October 31st: More than Just Halloween

Most of us associate October 31st with Halloween. But did you know that October 31st is also a very significant day in the life of the Protestant church? It is Reformation Day. It was on this day in 1517 that Martin Luther, a catholic priest nailed his Ninety-Five Theses (stated objections) to the door of the church in Wittenberg, Germany. This began what is known in history as the Protestant Reformation. For Luther personally, it began a long period of conflict with the Roman Catholic Church. Though men before him had expressed concerns with the church, the reformation movement crystallized with Luther. The word reformation means “to form again or to revive”. In Luther’s eyes what needed reviving was the supremacy of the gospel; a right theology in which to worship, a theology centered on God. Reformation theology is built on what are called the five Solas, a Latin word meaning “alone”. They are as follows: 

  • Sola Scriptura – the church looks to the Bible alone as its ultimate authority (2 Timothy 3:16) 
  • Sola Gratia – salvation is by grace alone (Ephesians 2:8-9) 
  • Sola Fide – salvation comes through faith alone (Ephesians 2:8-9; Romans 1:17) 
  • Solus Christus – salvation comes in Christ alone (1 Timothy 2:5) 
  • Soli Deo Gloria – life is to be lived to the glory of God alone (1 Corinthians 10:31) 

            We would do well to see as clearly as Luther saw in his time because the supremacy of the true gospel needs reviving today as well. Appreciating and embracing the doctrines of the Reformation helps us to that end because they force our return to a right theology, a theology centered exactly where it belongs; at the cross of Christ. “For from Him and through Him and to Him are all things. To Him be glory forever. Amen.” (Romans 11:36).

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Living the Gospel

Most of the time when we hear it said we are to live the gospel, it’s said as encouragement to live each day for God’s glory. God’s glory should be our goal and obedience to His will matters, “As obedient children, do not be conformed to the passions of your former ignorance, but as He who called you is holy, you also be holy in all your conduct” (1 Peter 1:14-15). The apostle Paul asks rhetorically in Romans 6:1, “Are we to continue in sin that grace may abound?” He then answers, saying “By no means! How can we who died to sin still live in it?” (Romans 6:2). So yes, living the gospel means that we are to walk in a manner that pleases God.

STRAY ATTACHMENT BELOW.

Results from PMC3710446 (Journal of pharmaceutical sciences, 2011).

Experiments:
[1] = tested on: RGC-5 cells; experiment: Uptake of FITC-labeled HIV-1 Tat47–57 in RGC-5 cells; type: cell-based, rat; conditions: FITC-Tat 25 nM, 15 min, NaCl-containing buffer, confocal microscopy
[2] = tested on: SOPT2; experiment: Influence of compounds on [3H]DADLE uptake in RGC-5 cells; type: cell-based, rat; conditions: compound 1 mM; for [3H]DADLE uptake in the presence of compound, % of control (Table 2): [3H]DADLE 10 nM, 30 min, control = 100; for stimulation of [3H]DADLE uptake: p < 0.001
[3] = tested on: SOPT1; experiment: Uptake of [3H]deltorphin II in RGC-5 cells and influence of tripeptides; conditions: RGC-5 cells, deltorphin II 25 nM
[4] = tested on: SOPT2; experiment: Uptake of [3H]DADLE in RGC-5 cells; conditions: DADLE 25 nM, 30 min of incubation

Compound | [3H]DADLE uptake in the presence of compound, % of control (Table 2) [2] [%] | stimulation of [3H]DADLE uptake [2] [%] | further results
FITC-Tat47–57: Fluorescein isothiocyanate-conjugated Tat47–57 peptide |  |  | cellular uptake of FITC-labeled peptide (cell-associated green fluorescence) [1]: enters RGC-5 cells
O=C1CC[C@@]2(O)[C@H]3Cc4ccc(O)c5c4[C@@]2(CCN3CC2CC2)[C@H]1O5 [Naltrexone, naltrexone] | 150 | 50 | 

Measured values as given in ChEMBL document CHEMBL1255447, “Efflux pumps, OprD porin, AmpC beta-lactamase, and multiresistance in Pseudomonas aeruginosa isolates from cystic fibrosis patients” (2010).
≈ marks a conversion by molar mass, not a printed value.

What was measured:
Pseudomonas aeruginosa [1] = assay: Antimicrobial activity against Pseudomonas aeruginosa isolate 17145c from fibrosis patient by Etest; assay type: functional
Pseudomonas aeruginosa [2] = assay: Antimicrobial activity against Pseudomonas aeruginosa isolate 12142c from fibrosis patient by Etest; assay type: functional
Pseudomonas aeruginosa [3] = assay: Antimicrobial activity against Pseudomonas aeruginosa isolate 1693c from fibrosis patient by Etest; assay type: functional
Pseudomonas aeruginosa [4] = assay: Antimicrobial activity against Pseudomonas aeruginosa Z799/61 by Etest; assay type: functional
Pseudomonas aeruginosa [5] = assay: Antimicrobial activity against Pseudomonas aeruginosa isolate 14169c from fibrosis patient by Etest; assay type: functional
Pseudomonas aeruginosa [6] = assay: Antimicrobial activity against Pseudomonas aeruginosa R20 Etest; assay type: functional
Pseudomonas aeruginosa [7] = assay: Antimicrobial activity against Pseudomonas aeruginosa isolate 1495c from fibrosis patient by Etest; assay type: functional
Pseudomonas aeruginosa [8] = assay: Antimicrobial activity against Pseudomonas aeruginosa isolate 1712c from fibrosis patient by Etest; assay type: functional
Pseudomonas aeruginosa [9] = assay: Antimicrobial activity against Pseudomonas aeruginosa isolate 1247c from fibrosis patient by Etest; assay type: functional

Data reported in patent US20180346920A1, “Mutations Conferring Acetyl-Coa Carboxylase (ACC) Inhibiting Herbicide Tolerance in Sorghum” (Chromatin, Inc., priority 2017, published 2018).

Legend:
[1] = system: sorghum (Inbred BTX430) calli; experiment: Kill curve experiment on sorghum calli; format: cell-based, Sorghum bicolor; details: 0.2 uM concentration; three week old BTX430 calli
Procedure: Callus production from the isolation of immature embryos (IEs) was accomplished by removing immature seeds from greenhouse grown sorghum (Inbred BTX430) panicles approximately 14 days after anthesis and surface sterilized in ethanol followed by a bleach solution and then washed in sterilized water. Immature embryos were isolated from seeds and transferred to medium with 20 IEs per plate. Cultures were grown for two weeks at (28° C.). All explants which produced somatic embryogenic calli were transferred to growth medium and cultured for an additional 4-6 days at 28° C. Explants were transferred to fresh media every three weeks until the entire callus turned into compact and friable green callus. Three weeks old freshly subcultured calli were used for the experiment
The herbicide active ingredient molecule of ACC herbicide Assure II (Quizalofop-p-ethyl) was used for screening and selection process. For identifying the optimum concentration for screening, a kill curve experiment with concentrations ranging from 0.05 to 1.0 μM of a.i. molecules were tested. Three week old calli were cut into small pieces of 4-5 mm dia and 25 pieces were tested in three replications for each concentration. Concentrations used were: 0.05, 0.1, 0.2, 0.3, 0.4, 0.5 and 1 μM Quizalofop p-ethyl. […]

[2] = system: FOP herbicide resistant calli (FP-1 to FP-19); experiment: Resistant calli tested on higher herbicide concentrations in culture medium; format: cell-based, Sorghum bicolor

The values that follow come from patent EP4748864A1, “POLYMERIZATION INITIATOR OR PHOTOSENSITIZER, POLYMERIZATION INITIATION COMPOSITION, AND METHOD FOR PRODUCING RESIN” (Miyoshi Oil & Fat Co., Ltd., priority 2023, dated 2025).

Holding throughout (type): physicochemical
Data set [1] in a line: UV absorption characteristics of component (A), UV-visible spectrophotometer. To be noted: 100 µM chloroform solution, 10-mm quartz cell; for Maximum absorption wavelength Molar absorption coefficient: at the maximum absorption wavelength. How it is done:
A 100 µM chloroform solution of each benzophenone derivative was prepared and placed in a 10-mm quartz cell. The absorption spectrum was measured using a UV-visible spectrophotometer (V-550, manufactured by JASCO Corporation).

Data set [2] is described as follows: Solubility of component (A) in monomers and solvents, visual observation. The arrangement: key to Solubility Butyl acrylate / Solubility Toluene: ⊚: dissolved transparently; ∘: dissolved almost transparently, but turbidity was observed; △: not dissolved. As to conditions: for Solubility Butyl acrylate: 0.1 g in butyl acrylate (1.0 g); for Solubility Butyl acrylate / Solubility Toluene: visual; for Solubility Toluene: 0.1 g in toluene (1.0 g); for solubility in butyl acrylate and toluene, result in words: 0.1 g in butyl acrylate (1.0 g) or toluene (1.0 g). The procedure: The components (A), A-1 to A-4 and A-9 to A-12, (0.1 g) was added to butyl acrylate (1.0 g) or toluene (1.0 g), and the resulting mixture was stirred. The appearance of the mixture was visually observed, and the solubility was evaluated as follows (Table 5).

But living the gospel also entails our accepting the full forgiveness we have in Christ. Though one day we will be, we are far from perfect and sin stills dwells within us. If it were not so, would Paul have written to those in the church at Rome to not let sin reign in their mortal bodies? (Romans 6:12). Would he have told the Galatians to walk by the Spirit so not to gratify the desires of the flesh? (Galatians 5:16).

            It is easy to let the moments when we are less than who God calls us to be keep us from pursuing who we are in Him and fulfilling the purpose for which He created us. We must always remember; God has saved us from the just judgment we deserve apart from Him. Our sin was cured at the cross. Christ has become our righteousness. The simple and glorious truth is that when Jesus said, “It is finished”, He meant it.     

The Christian Response to Government

             “Render to Caesar the things that are Caesar’s, and to God the things that are God’s.” (Matthew 22:21). This was Jesus’ answer to the Pharisees question about whether or not it was lawful to pay taxes to Caesar. The question wasn’t asked out of genuine curiosity, but only one of the Pharisees many attempts to trap Jesus. Depending on His answer, Jesus would either appear to be a traitor to Caesar or have His ministry discredited. His answer in Matthew 22:21 startled those who questioned Him. Verse 22 says when they heard Jesus’ answer, “they marveled” and went away. Former pastor and commentary writer, Kent Hughes says that with His answer in Matthew 22:21, “the Lord established the validity of human government, while at the same time set its limits”. Hughes goes on to call Romans 13:1-7 the Apostle Paul’s exposition of Jesus’ answer to this question. It’s easy depending upon party affiliation or political philosophy to only accept governmental authority when its leaders meet our approval. It’s also easy to take this passage and use it inappropriately in an attempt to make it mean what it doesn’t. So, what should the Christian response toward civil government be? How are we to conduct ourselves in light of how our government conducts itself?